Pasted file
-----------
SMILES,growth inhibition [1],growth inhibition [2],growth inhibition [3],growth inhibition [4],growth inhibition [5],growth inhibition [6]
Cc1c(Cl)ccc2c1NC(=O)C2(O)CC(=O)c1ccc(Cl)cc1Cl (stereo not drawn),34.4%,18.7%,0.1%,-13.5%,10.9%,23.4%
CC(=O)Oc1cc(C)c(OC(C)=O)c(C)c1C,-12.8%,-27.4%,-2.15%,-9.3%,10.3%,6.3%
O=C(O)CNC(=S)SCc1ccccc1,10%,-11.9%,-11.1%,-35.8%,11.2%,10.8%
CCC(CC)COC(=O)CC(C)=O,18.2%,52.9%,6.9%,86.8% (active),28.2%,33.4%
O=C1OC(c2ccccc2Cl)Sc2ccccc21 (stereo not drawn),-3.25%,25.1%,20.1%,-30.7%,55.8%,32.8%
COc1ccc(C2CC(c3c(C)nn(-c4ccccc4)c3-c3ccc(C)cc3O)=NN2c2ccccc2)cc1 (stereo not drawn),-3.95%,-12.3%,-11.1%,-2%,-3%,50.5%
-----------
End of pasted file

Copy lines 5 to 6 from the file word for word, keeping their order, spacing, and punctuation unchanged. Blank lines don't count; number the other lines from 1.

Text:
CCC(CC)COC(=O)CC(C)=O,18.2%,52.9%,6.9%,86.8% (active),28.2%,33.4%
O=C1OC(c2ccccc2Cl)Sc2ccccc21 (stereo not drawn),-3.25%,25.1%,20.1%,-30.7%,55.8%,32.8%